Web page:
Pictoplasma 2019: Talking character design with artists Philippa Rice, Luke Pearson and Yukai Du

The Pictoplasma 2019 Character Walk exhibition, which spans seven project spaces across Mitte, showcases the work of artists from around the world — from crocheted character art to leather masks and beyond. We caught up with featured artists Philippa Rice, Luke Pearson and Yukai Du to talk about what's they're showing this year.

Photo by Emma Krupp

A post for Omnified by Emma Krupp

 

Earlier this week, 10 artists set up their work in a string of galleries and exhibition spaces snaking across Mitte as part of Pictoplasma Berlin’s yearly Character Walk, a walking tour of character design from around the world.

Their work, ranging from framed illustrations to animation loops played on small TVs, will remain on display until Sunday. We caught up with three featured artists at the Verwalterhaus in the St. Marian und St. Nikolai Friedhof, the first stop on the walk.

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PHILIPPA RICE is a U.K.-based comic artist, illustrator and animator. Her 2014 book “Soppy,” a collection of comics and illustrations about her life with partner Luke Pearson (also featured in Pictoplasma), was a New York Times bestseller. In 2018, she released a second book of comics and illustrations called “Sister BFFs,” loosely based on her relationship with her sister.

Pictoplasma

Your work often draws from your personal life. How did you get started with taking day-to-day minutiae and turning it into art?

I’ve been keeping notes and personal diary comics, like sketches and things about my life, for a long time before I started making it into comics I was sharing with people. It was kind of a way to get ideas for fictional comics, just always writing things down so I’d remember them, like a diary. That stuff was always there. With “Soppy,” when I started making those it was really because I wanted to try out drawing just with red and black inks, and my immediate thing to draw was just me and Luke. And then I just carried on with it.

That’s interesting that you had the idea for the comic’s aesthetic before you did for the comic itself. Is that typical for you?

With “Soppy,” it was the idea of the red and the black, and then just sort of choosing real life as almost an easy option. And sometimes I really have to think about it. I have the book “Sister BFFs” that came out last year, and with that one, I knew I wanted to write comics about me and my sister. And they’re not really real, they’re kind of fictional, but based on us. I had to come up with a style or way of drawing us that would work. At one point I probably would have thought about doing collage, but it’s quite rigid, and I really wanted to have a lot of movement and a lot of rounded shapes for me and my sister. I just draw us looking really, like, fat and bouncy. I ended up using pencil and coloring it digitally, but not using any ink at all so that the lines would be kind of stretchy.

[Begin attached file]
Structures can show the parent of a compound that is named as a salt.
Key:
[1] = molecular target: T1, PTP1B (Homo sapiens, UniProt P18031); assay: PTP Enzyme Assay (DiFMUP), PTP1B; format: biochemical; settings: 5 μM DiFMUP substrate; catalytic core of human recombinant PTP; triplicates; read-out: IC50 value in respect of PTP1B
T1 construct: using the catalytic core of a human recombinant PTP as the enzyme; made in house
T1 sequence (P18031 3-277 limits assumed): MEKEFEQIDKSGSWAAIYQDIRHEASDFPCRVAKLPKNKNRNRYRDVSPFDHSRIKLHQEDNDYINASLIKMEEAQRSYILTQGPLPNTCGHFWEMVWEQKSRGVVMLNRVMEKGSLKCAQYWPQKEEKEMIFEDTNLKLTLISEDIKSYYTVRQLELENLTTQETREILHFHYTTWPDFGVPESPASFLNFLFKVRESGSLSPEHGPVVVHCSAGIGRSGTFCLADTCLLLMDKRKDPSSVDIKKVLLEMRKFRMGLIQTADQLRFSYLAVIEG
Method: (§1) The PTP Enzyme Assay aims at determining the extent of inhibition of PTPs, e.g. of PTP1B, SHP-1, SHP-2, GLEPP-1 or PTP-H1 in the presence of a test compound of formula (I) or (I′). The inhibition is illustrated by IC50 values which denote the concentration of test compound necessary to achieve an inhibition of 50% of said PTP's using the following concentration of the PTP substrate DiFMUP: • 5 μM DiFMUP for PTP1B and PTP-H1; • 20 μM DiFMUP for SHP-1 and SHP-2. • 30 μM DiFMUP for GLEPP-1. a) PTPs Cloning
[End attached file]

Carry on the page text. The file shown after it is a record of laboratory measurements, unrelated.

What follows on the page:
You work with so many different styles and materials — crocheting, ink, pencil, the list goes on. Why do you feel drawn to exploring a variety of mediums?

I did quite an unusual first comic with a collage web comic called “My Cardboard Life,” in a way that opened up the door to using lots of different things. With that, I mainly did 2-D but I sometimes used three dimensions with it and used all kinds of different things, like old paper and different things for the story. So it was always kind of worthwhile trying out different kinds of craft material and stuff. I tend to juggle lots of different personal projects alongside everything I do, so I’m definitely always inspired by new things I haven’t tried. Anything I like I actually carry on with, and that’s why I’ve got all these branches of different things.

Do you find that different types of material lend themselves to different types of storytelling?

Oh, yeah, absolutely. They have their own character. Certainly with the comics, even the pacing can feel different because of the texture of the lines and things like that. When you’re using 3-D it’s the same. Like, what moves more? What gives you more freedom? The finished thing can look so different, the personality can come across so differently, just because of what it’s made out of.

Tell me a little bit about what you’re showing here.

I haven’t done many exhibitions in general, so it’s interesting to show it. The things that I’m showing, it’s a lot of crochet characters from my animations who are just in my house all the time. They’re just there kind of on a shelf or something, and now they’re going to be here. I feel like — I mean, I know they’re not real, but I feel like it’s exciting for them [laughs].

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LUKE PEARSON is a U.K.-based cartoonist and illustrator. He created the “Hilda” comic book series, a mystical adventure story centering on a young girl living in modern Scandinavia that was recently adapted into a Netflix series. His newest book, “Hilda and the Mountain King,” will be released in September.

“Hilda” is heavily influenced by Scandinavian folklore, with these sort of magical creatures and monsters. How did you decide to incorporate those influences into Hilda’s world?

It kind of came from a lot of folklore and fairytales, and partially from researching Iceland for a project I was doing in university. Also playing into it was a family trip to Norway we took when I was a teenager. Some of the landscape really stuck with me, and some of the elements kind of started to take form.

Are those influences something you continually research? Are you still reading folktales?

I still read a lot of folktales, but I don’t focus so specifically on Scandinavian folktales, necessarily. That was a strong direct influence to begin with, but I started to feel a little bit uncomfortable with it, just because I have no real connection to the place. It’s an interest, but it’s not more than that. I’m interested in folklore in general. “Hilda” from the start was always kind of a strange mix of Scandinavian folklore and stuff that was just fictional. It’s always been kind of 50 percent its own world.